[Fog and clouds on the morning of our ascent. This is looking up at Coral Peak. The ascent line goes up the right side of the 'tree island' just to the right of the stream on the left. Then it goes climber's right and starts near the other, smaller stream on the right. Then it traverses left up the gray slabs / cliffs. If you're not following cairns or trail you're not on the easiest terrain.]

[Crossing a pretty fast-flowing outlet stream from the Alexandra Glacier that becomes South Rice Brook. These logs were very treacherous!]

[Ben is ready to start the scramble to the crux.]

[Steven on the grippy scramble beside the stream.]

[On ascent we pretty much went straight up and didn't bother with trails or cairns.]

[The lower cliffs aren't difficult, but they're exposed enough to urge some caution. Slippery when wet!]

[Grinding up the scree pile above the lower cliffs.]

[View from the top of the scree cone looking back along our approach valley and over our bivy at the lakes on lower left. Includes from L to R, Rose Petal, Whirlwind, Osprey, Fried Rice and on the upper right is the unofficial Rice Brook Peak. ++]


There was a highway worn into the scree, which we gratefully ascended. ACC camps have their benefits! We were worried about snow or rime on the crux rock step but it looked clean. Even better - it looked pretty easy for 5.2. We could clearly see a viable ascent route to climber's left of the rap route and Ben proceeded up it with little hesitation. Steven and I followed and other than some exposure and friction moves, it wasn't much more than difficult scrambling. We all agreed that we were happy to rappel on descent - especially given the bolted chains making it safer than down climbing the exposed slab that we ascended. We were delighted that our 30m rope would be (just) enough for the rappel. Fresh snow and rime coated the rocks right about the crux, once again we had lucked out big-time on conditions. I can save you a lot of pack weight at this point. You shouldn't need 2 axes or any rock or ice pro other than crevasse rescue gear and a 30m rope / rap gear to climb Alexandra. We brought way too much climbing gear. I hate carrying extra weight when it's not needed, especially as much extra weight as we did. It's good to be prepared but too much preparation works against you in the form of weight.


[Great views back towards Rice Brook Peak and along the headwall that forms the 5.2 crux, just out of sight on the right here. ++]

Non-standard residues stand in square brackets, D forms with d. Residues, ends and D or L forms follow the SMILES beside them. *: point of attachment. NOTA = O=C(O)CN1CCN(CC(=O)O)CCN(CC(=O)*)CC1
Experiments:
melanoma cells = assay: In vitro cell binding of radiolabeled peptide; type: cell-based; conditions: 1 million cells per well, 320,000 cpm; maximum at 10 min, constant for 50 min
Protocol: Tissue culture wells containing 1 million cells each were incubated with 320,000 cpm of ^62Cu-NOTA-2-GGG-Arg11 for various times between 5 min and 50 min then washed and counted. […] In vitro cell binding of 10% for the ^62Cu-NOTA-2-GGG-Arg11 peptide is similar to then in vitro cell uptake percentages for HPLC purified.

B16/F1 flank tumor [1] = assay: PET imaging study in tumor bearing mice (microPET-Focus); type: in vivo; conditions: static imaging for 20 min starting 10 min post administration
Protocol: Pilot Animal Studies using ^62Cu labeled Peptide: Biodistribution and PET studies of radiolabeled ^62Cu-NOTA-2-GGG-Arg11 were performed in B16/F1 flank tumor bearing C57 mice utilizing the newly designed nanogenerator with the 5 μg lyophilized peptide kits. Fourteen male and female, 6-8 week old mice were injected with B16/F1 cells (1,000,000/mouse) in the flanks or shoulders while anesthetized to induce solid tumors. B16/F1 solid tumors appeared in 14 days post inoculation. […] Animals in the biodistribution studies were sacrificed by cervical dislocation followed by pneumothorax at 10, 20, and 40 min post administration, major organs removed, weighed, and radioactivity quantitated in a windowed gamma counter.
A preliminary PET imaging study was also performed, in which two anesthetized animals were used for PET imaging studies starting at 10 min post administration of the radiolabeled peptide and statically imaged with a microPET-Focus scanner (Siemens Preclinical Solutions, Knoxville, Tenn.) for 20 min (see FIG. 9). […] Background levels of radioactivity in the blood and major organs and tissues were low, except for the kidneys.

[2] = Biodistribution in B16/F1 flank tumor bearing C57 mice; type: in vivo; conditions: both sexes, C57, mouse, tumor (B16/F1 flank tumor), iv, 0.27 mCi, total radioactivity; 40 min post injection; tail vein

[Ben tackles the terrain around the 5.2 crux. It didn't feel like 5.2 on ascent but we were glad for a rappel on the way back.]

[Vern climbs the crux. Photo by Steven Song]

[Great views back from above the crux now showing Rice Brook Peak, Queant with the Cowboy Couloir and Spring-Rice at far right in the distance.]


From the crux it was a pleasant traverse up and down ledges crossing the cliffs on Coral peak's south face. It's a simple route, but you would never know it was there from a distance. Our views of Whiterose, Rose Petal, Whirlwind, Osprey, Fried Rice and Fool's Gold across the South Rice Brook valley were getting better and better as the fog slowly lifted and we were left with friendlier, puffy clouds. When we got our first view of the West Alexandra glacier we noticed it was heavily crevassed. We donned crampons and started up the left side, eventually weaving our way around some massive holes as we worked higher to the col. I don't like crevasses. They scare me. I've punched through a few bridges in my adventures over the years, and the feeling you get when you look behind and see a hole descending into the cold icy blackness, is not something I enjoy. The snow was frozen rock hard and we knew any bridges were stable enough to last the summer, but some of the narrow icy lips we traversed over led us to don the rope before continuing above the neve, where fresh snow could be hiding a deep, icy trap.


[Traversing Coral Peak with great views. ++]

[Traversing the trail on fresh snow. Whiterose still in cloud.]

[First glimpses of Alexandra (L)]